Kelly Johnson (25 PA): .160 AVG, .160 OBP, .200 SLG, .267 BABIP, and -12 wRC+

Heath Hembree (6 IP): 4.50 ERA, 4.96 FIP, 0.40 K/BB, and .300 BABIP

Edwin Escobar (1 IP): 0.00 ERA, 3.13 FIP, 0.00 K/BB, and .000 BABIP

Eduardo Rodriguez with Double-A Portland (37 and 1/3 IP): 0.96 ERA, 2.42 FIP, 4.88 K/BB, and .299 BABIP

Well, Johnson’s tenure as a Red Sox didn’t last long, as the utility man was dealt to the Baltimore Orioles a mere month after being acquired by Boston. Speaking of trades with the Orioles, Rodriguez, who the Red Sox attained in return for Miller, has been lights out since joining the Red Sox’ organization. Continuing with the narrative of prospects Boston received in return for big-league talent, let’s talk about Escobar and Hembree. One’s a starter (Escobar) but made his MLB debut out of the bullpen, and the other’s a reliever (Hembree). Both, truthfully, haven’t played enough to pass proper evaluation on, so let’s continue with the three players who have logged multiple innings in the majors. The position players, in Craig and Cespedes, have followed completely different scripts upon their respective arrivals in Boston. Cespedes has been clutch as all heck and is now a new fan-favorite, while Craig has been injury-riddled and when he has played has been largely ineffective. Lastly, Kelly has pitched adequately with horrendous peripherals.

Heath Hembree Settling In For Boston

heath hembreeHard throwing relievers are always a hot commodity on the free agency market and the trade market as well. Fortunately for the Boston Red Sox, they acquired one recently when they dealt Jake Peavy to San Francisco. In addition to starting pitcher Edwin Escobar, the club landed a hard-throwing reliever of their own. Heath Hembree, a 25-year-old reliever, was the other piece of Boston’s haul. Hembree is known to bring the heat with his fastball and has the type of stuff that screams closer in addition to set-up man.
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On July 30th, he made his Paw Sox debut earning the save. Since then, he has been promoted to the big club. Topping out at 95mph with an incredible slider, it is easy to tell why the Red Sox wanted this guy in the first place. Although he is happy to be here, he did not see it coming.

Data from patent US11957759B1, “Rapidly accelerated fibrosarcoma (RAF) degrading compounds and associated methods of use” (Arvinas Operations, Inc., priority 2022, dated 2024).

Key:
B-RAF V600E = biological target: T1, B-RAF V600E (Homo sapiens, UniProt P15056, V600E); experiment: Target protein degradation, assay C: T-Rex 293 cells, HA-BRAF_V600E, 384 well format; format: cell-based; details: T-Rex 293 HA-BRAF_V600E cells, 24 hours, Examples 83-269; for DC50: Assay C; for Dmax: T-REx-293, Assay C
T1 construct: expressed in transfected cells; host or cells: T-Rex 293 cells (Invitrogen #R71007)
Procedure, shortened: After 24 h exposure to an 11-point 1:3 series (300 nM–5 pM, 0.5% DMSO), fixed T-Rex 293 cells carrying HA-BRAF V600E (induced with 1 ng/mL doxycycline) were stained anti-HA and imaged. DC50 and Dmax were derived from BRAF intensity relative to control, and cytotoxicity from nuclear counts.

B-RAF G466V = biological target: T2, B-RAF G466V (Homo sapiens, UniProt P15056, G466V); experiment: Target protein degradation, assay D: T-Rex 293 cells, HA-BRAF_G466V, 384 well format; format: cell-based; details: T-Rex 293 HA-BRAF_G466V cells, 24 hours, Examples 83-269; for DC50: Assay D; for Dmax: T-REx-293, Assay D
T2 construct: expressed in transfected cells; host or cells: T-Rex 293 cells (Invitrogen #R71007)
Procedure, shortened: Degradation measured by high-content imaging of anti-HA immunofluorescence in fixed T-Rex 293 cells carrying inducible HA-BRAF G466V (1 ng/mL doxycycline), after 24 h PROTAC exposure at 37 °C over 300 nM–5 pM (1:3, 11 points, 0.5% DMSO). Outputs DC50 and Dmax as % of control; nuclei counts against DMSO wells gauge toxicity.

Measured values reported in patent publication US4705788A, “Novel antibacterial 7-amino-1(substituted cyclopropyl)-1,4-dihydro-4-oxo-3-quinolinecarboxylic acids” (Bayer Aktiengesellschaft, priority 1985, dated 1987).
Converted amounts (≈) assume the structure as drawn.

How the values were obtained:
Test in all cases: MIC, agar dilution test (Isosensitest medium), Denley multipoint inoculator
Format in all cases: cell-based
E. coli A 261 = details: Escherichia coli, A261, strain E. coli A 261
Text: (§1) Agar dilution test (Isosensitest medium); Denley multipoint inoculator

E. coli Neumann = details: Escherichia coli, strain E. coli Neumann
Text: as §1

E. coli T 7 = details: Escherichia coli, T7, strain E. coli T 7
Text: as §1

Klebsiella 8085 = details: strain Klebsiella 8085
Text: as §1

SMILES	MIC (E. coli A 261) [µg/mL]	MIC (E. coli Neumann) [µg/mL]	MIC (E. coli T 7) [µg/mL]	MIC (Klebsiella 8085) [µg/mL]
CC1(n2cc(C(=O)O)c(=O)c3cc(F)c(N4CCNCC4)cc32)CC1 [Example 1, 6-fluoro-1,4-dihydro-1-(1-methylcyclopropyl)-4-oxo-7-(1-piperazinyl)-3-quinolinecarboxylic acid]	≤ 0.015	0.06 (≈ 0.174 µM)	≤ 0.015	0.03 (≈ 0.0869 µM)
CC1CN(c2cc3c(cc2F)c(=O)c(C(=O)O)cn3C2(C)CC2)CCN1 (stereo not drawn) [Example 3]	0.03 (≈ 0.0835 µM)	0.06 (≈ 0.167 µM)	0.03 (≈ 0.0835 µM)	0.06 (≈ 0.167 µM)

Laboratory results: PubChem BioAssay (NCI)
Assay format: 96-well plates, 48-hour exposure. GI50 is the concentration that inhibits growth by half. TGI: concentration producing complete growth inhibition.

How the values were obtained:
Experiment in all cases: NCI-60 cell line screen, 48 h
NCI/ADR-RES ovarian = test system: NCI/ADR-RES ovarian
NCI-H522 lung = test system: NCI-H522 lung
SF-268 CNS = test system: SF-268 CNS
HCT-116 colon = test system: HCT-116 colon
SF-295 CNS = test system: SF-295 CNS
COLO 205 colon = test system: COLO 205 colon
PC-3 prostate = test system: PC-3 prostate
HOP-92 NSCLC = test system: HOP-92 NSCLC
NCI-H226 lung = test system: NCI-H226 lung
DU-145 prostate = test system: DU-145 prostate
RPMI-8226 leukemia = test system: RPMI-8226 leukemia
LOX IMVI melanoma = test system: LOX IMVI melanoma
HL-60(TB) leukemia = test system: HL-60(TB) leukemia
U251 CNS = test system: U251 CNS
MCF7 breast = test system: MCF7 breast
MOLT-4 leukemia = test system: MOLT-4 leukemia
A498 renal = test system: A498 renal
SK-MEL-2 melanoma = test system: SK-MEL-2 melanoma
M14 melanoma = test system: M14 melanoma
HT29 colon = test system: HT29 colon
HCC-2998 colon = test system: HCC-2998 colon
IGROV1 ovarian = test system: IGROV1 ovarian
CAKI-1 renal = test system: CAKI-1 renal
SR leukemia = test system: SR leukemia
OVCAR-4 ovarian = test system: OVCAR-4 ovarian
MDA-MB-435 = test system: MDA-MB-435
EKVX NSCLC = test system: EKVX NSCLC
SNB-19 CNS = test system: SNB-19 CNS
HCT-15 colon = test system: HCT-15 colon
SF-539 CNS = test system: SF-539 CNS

“I was a little shocked at first but I guess this time of year things like that happen it was bittersweet leaving some good friends and a good organization but I am excited to go out and have an opportunity here.”
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He was happy to get his first outing out of the way with Pawtucket about a week ago as well.

“It was good, it was good. I was anxious to get the first one under my belt, so I was glad to get it done and get that last guy to pop out.”

Of course Hembree is a great pitcher all-around, but he realizes where his strength is.

“I’m a fastball pitcher, so I try to attack hitters with that,” said Hembree. Although his velocity is down from where it was in past years, his command is impressive. Striking out 48 men while walking 14, Hembree shows command which will transfer over at the next level. Even when a pitcher has great stuff, and everything going for them, command can be a killer.
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Hembree is a selfless guy who does not have any goals of when he should be where.

“Just to finish healthy and end the year strong,” Hembree said of his goals for this year. Of course, he is definitely the type of guy who could be the next Red Sox closer, but he seems to be taking it one step at a time.
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It is always tough to be a top prospect as a reliever, but Hembree puts that myth to rest. Easily the top relief prospect in the Red Sox system, when it is all said and done, anything is possible for him. A potential successor to Koji Uehara at closer? Who knows, he could be, but for now he is taking it on a day-by-day basis.

Grading the Jake Peavy Trade for the Boston Red Sox